Moscow Kremlin (Fabergé egg)

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Moscow Kremlin Fabergé egg
Moscow Kremlin Egg.jpg
Moscow Kremlin Egg
Year delivered 1906
Customer Alexandra Fedorovna
Current owner
Individual or institution Kremlin Armoury
Design and materials
Materials used Onyx, gold, enamel, glass
Height 36.1 centimetres (14.2 in)
Width 18.5 centimetres (7.3 in)
Surprise music box

The Moscow Kremlin Egg (or the Uspenski Cathedral Egg) is a jewelled Easter egg made under the supervision of the Russian jeweller Peter Carl Fabergé in 1906 for Tsar Nicholas II of Russia. It was presented by Nicolas II as an Easter gift to his wife, the Czarina Alexandra Fyodorovna. It is currently held in the Kremlin Armoury Museum in Moscow, and it is one of the few Fabergé eggs that have never left Russia.

Design[edit]

The Moscow Kremlin Egg is by far the largest of the Fabergé eggs and was inspired by the architecture of the Cathedral of the Assumption (Uspenski) in Moscow. This cathedral was where all the Tsars of Russia were crowned, including Nicholas II himself.

The Cathedral dome (in white opalescent Vitreous enamel) is removable, and the remarkably crafted interior of the church can be seen. Its carpets, tiny enameled icons and High Altar on an oval glass plate are made visible through four triple windows, surmounted by a gold cupola and flanked by two square, two circular stylized turrets, the former based on the Spassky Tower. The tower bears the Coat of arms of the Russian Empire and the Coat of arms of Moscow, inset with 'chiming clocks'. It stands on a crenellated gold base and octagonal white onyx plinth designed as a pyramid, and built of smaller pyramids

Surprise[edit]

The surprise in this egg is music. The base of the egg contains a gold music box that plays two cherubim chants, traditional Easter hymns can be played when a clockwork mechanism is wound up by a gold key. One of the hymns is the "Izhe Khveruviny", a favorite hymn of Nicholas II.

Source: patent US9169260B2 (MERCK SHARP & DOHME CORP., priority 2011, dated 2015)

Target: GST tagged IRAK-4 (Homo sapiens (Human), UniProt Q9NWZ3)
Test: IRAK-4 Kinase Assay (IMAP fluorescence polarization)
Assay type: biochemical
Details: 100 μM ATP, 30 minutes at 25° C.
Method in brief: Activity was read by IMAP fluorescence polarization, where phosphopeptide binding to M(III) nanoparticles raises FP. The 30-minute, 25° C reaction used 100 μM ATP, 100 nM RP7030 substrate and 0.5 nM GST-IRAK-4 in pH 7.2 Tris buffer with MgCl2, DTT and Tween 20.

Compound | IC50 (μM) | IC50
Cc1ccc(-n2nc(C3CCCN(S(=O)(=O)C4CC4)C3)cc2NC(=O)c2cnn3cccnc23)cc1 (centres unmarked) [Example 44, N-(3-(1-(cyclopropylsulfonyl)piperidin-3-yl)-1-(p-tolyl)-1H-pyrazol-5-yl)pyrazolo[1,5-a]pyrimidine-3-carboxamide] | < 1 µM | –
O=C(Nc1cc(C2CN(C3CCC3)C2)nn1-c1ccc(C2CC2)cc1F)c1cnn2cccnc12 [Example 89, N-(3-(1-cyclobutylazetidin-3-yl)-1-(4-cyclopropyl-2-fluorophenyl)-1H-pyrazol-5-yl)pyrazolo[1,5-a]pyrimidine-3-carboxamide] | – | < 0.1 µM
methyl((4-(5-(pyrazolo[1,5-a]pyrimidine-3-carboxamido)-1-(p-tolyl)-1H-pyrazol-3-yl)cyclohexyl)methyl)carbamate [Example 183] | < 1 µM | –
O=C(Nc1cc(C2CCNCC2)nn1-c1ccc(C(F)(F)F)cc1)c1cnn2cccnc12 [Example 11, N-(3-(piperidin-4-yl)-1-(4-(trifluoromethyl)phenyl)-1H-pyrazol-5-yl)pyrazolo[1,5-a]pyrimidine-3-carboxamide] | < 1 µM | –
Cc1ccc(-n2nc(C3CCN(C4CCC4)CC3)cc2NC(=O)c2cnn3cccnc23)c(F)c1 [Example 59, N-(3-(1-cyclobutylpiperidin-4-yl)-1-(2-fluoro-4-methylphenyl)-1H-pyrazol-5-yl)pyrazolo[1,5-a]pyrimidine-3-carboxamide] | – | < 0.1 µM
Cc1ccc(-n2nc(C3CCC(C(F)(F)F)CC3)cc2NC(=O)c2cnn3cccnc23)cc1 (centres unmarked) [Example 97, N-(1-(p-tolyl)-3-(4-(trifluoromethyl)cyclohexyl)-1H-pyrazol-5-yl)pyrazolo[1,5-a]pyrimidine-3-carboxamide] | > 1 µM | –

History[edit]

The egg commemorates the return to Moscow of the royal couple Nicholas II and Alexandra Fyodorovna in 1903. They had tended to avoid the historical capital due to its ill-omened association with a riot during Nicholas’s coronation, where hundreds of Moscovites were crushed to death. The egg itself was supposed to be presented in 1904 as engraved at the foot in white enamel on a round gold plate is the date. But the delivery was delayed because of the Russo-Japanese War (1904-1905). This was followed by the assassination in the Kremlin of Nicholas' favorite uncle and brother-in-law, Grand Duke Sergei Alexandrovich. So instead the egg was only presented for Easter, 1906. The egg was kept in the Alexandra Fyodorovna’s Mauve Sitting Room in the Alexander Palace

See also[edit]

References[edit]

  • Faber, Toby. Faberge's Eggs: The Extraordinary Story of the Masterpieces That Outlived an Empire. Random House (2008) ISBN 1-4000-6550-X
  • Forbes, Christopher and Johann Georg Prinz von Hohenzollern. FABERGE; The Imperial Eggs. Prestel (1990). ASIN B000YA9GOM
  • Lowes, Will. Fabergé Eggs: A Retrospective Encyclopedia. Scarecrow Press (2001) ISBN 0-8108-3946-6
  • Snowman, A Kenneth. Carl Faberge: Goldsmith to the Imperial Court of Russia. Gramercy (1988) ISBN 0-517-40502-4

External links[edit]